In 1962 Donald Richie went on an island hopping expedition and maintained a journal of his travels and exploits; he got this published as a book in the year 1971 and this is what the Times magazine had to say about it, “Earns (The book) its place on the very short shelf of books on Japan that are of permanent value.” As most of us would have guessed by now the book was on his travels through the islands of The Inland Sea, in fact it had the very same name on its cover too.
In this timeless work of his Richie says, “The islands of the Inland Sea are among
the last places on earth where men rise with the sun and where streets are dark and silent by nine at night. Here is the last of old Japan.”
A journey the place gives you a completely different perspective of the global image of Japan; The country of fastest trains, determined and continuously driven people, over crowded streets and shabby market places. What you find here, are few of the world’s most scenic coastal areas, people getting up and going down with the sun, a feeling of being closer to nature that you may not have ever felt before and above all peace and serenity, so intense that you can hear the breeze talk.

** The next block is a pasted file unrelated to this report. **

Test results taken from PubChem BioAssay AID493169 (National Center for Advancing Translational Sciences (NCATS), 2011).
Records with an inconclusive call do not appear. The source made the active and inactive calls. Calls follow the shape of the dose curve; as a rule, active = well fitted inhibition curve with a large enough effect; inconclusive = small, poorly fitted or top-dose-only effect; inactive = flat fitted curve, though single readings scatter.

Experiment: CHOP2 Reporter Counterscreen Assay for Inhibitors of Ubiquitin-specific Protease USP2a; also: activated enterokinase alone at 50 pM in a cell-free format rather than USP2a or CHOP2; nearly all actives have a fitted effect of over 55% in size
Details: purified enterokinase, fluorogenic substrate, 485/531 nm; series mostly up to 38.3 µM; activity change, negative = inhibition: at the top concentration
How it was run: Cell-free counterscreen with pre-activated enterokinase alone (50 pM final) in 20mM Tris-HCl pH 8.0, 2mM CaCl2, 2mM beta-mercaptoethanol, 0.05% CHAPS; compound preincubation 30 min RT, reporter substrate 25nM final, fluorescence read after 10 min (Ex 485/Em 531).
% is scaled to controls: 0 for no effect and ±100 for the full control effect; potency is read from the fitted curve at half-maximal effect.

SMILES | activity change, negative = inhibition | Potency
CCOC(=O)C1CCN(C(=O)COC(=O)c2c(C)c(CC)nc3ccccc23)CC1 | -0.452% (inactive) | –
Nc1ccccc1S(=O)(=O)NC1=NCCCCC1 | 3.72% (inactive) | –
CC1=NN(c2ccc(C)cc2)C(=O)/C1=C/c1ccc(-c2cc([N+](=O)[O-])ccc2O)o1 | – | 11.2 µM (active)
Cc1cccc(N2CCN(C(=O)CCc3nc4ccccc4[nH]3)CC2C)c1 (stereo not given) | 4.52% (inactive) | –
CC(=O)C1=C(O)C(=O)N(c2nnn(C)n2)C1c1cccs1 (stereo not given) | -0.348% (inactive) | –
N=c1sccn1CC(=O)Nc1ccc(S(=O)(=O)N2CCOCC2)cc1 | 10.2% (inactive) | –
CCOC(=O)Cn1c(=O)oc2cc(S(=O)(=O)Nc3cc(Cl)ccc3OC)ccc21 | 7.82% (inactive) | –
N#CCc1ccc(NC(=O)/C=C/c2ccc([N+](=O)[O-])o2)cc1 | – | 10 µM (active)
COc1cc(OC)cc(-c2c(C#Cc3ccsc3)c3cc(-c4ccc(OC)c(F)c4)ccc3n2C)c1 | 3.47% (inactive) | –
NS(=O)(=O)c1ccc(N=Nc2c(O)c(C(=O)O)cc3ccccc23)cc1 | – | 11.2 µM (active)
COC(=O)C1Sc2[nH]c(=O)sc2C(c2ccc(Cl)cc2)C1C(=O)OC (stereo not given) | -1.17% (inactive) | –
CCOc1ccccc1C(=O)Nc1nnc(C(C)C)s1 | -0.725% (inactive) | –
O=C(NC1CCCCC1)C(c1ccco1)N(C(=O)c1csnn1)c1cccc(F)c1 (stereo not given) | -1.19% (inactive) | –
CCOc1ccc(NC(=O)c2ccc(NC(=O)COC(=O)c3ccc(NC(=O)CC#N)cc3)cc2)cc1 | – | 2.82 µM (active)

Known as The Seto Inland Sea, meaning The Mother Sea, it is separates three of the most important islands of the country, Honshu, Shikoku, and Kyushu; it is also the largest inland sea in Japan. A moderate, year-round climate with non-erratic temperatures is an added attraction for tourists. The water body looks like a great, 450-kilometer-long, giant boot on the map and has had its shores connected, by bridges, most popular one of which is The Great Seto Bridge. The series of double deck bridges take about 20 minutes to get one from one side to another and are the longest two-tier bridge system in the world. The whole vicinity is sprinkled with site of tourist interest with the coastline being the most popular with tourist from outside Japan. The whole coast, barring a couple of prefectures has been declared as the Setonaikai National Park since 1934 and is one of the oldest National Parks in Japan. The location of the Inland Sea itself can be called to be in the Seto Inland Sea National Park in Okayama, with islands dotting view in every direction, some in proximity and others floating leisurely on the horizon. Some notable islands include a group of 13 islands of varying sizes called Hinase Islands; Ushimado or Maejima Island on the Aegean Sea provide for yacht harbours, olive gardens and wonderful swimming beaches; Mt. Kinkozan is breathtakingly beautiful observatory at a mountaintop and Shibukawa Beach, The largest swimming beach in Okayama Prefecture is one of the most popular beaches of Japan. Mt. Washuzan considered to be the most beautiful point in the entire National Park region and a designated beauty spot in Japan is famous for its many locations which enable people to enjoy views of the Seto Ohashi Bridge. A few other places which one cannot leave-out of his schedule are the picturesque Ojigatake Hill with its granite formations and a paragliding point located up the hill; Maejima Island is the place for water activities, training programs also available here; Mushiake offers you a never-seen-before view with tiny looking rafts floating over changing colours of the water. One may also find an UNESCO World Heritage Site in form of the Itsukushima Shrine, in proximity; The Island of olives or Shodoshima and the Naruto whirlpools are two other well-known tourist sites.